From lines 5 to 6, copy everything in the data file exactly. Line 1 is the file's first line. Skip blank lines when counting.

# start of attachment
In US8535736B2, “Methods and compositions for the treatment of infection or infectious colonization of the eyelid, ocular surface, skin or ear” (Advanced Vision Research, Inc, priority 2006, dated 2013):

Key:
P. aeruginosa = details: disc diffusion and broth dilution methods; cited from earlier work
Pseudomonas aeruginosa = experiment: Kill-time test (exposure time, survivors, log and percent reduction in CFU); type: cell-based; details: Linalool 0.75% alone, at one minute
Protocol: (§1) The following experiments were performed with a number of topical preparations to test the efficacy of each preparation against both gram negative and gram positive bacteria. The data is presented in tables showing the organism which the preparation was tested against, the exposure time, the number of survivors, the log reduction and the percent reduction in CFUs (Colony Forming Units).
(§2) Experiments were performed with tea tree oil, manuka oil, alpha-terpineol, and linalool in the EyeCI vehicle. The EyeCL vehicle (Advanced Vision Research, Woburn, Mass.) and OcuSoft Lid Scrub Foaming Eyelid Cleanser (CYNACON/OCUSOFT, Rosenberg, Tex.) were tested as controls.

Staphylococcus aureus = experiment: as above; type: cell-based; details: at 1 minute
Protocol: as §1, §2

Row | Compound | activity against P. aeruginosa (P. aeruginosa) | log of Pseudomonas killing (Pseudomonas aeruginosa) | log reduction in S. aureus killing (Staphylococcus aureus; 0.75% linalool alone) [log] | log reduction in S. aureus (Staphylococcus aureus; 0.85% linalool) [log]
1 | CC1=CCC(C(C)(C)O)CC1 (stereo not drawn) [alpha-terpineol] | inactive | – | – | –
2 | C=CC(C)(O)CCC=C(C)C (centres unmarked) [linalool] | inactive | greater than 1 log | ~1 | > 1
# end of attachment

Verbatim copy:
Protocol: (§1) The following experiments were performed with a number of topical preparations to test the efficacy of each preparation against both gram negative and gram positive bacteria. The data is presented in tables showing the organism which the preparation was tested against, the exposure time, the number of survivors, the log reduction and the percent reduction in CFUs (Colony Forming Units).
(§2) Experiments were performed with tea tree oil, manuka oil, alpha-terpineol, and linalool in the EyeCI vehicle. The EyeCL vehicle (Advanced Vision Research, Woburn, Mass.) and OcuSoft Lid Scrub Foaming Eyelid Cleanser (CYNACON/OCUSOFT, Rosenberg, Tex.) were tested as controls.